The M-C-M-G

The whole Paparazzi Productions gimmick finally ran its course and Shelley was teamed with fellow Detroit native (and former rival) Chris Sabin. The duo originally tried out the team name of the Murder City Machine Guns. Detroit was , at the time, the murder capital of the US. Marketing felt that a parental backlash might hurt the company, so the name was slightly adjusted. The team adjusted its name to the Motor City Machine Guns. Detroit, a major car manufacturing city, has been known as the Motor City for decades. The name clicked.

Team 3D felt that the X-Division was a useless part of TNA. They decided to eliminate the division. The Guns stepped forward to battle Brother Ray and Brother Devon. In one memorable match, the Guns beat Team 3D with the special stipulation that if Team 3D won, the X-Division was gone. Since the Guns won, Team 3D had to maintain their weight below a designated level. Ray and Devon were kept out of matches if they couldn’t reach their target weight. It turned into an elaborate comedy skit.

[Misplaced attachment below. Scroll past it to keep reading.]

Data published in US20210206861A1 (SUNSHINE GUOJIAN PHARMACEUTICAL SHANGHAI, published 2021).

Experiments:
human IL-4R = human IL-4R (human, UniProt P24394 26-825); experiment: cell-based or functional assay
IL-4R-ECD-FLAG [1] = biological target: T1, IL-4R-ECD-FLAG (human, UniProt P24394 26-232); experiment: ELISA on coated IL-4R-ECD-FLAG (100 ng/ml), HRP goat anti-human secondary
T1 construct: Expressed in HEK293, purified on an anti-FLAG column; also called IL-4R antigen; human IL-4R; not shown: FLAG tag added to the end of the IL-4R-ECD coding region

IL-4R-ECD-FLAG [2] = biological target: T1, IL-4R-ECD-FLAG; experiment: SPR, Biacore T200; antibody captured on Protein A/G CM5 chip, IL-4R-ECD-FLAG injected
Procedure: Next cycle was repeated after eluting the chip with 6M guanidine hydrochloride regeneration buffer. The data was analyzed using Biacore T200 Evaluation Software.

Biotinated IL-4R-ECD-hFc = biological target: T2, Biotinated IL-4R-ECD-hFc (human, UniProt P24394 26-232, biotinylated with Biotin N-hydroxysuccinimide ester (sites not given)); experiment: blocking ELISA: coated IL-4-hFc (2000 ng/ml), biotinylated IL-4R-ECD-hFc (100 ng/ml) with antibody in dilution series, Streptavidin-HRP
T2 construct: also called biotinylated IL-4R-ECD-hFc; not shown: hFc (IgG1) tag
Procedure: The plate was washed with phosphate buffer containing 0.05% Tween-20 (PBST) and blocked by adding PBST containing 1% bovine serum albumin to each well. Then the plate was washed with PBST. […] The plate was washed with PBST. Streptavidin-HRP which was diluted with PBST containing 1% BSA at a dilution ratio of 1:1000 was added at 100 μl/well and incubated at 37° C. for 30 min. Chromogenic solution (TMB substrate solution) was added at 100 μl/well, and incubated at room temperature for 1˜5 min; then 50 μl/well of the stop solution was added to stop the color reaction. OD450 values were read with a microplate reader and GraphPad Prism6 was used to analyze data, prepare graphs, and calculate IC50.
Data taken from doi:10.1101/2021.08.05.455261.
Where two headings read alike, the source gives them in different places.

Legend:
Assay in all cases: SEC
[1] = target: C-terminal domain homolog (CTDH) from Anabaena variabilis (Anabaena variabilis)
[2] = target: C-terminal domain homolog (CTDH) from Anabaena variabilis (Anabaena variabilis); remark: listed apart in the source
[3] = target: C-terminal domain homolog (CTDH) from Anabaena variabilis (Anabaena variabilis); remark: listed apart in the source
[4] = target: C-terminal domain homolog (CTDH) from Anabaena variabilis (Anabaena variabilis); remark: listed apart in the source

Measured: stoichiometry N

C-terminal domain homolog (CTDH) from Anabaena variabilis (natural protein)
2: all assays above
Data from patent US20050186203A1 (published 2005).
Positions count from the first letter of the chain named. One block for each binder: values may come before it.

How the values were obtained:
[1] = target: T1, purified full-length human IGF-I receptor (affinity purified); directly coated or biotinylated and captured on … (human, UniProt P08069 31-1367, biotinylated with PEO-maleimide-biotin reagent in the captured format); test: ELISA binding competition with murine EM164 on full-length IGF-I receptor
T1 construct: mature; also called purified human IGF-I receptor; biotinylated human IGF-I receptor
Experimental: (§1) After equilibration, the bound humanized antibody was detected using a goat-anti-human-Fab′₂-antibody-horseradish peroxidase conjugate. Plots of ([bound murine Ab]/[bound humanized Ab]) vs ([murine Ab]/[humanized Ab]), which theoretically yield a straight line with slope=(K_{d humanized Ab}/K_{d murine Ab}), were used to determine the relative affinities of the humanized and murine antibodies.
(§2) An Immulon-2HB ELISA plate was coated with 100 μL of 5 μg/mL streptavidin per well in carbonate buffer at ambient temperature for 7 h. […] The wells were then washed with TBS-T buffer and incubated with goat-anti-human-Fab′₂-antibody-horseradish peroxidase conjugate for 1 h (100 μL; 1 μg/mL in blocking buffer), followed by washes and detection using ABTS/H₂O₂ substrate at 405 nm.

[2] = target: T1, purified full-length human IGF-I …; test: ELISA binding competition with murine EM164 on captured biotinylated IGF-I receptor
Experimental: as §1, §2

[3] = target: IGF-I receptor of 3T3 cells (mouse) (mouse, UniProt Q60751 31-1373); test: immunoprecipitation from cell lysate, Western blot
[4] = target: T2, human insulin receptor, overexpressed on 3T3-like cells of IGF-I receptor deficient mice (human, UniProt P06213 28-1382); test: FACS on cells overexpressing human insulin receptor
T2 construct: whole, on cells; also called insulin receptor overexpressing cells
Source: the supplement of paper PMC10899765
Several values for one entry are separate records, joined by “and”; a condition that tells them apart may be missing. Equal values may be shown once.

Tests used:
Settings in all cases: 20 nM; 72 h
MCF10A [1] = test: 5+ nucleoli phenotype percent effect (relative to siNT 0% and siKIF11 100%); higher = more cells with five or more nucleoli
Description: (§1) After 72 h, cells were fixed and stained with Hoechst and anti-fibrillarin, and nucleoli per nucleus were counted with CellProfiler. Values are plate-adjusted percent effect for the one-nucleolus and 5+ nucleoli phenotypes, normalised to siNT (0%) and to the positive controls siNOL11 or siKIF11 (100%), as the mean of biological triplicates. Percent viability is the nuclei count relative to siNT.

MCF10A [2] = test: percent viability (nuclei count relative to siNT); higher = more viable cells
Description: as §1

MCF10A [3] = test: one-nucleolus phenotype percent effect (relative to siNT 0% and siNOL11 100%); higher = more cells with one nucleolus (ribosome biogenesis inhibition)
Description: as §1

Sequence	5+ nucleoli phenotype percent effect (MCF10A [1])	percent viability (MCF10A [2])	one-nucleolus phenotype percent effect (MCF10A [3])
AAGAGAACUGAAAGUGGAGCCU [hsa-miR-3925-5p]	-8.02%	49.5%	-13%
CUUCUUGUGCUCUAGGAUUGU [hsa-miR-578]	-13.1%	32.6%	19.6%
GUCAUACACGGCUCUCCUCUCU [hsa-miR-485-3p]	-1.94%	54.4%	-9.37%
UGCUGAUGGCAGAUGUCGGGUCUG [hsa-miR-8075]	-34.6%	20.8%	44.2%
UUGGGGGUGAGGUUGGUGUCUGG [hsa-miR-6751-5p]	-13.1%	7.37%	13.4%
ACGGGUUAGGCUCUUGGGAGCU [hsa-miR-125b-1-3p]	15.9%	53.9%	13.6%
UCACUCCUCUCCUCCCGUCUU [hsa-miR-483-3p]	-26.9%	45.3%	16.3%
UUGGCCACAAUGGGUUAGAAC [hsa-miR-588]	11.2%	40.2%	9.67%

Shelley’s old partner, Johnny Devine, aligned with Team 3D in the X-Division feud. The Guns called in “Black Machismo” Jay Lethal to aid them. There were numerous singles, tag and trios matches. The Guns and Lethal came out on top in the majority of the battles.

Extending his reach

Shelley had, earlier in his career, spent some time in Japan. He received training by some of the top Japanese stars. During the summer of 2008, Shelley headed to CMLL (in Mexico) to compete with several other TNA stars in the Grand Prix International. Shelley actually won the tournament with a win over Ultimo Guerrero. Shelley worked several shows between 2005 and 2008 in Europe and Japan.

The Frontline and X-Title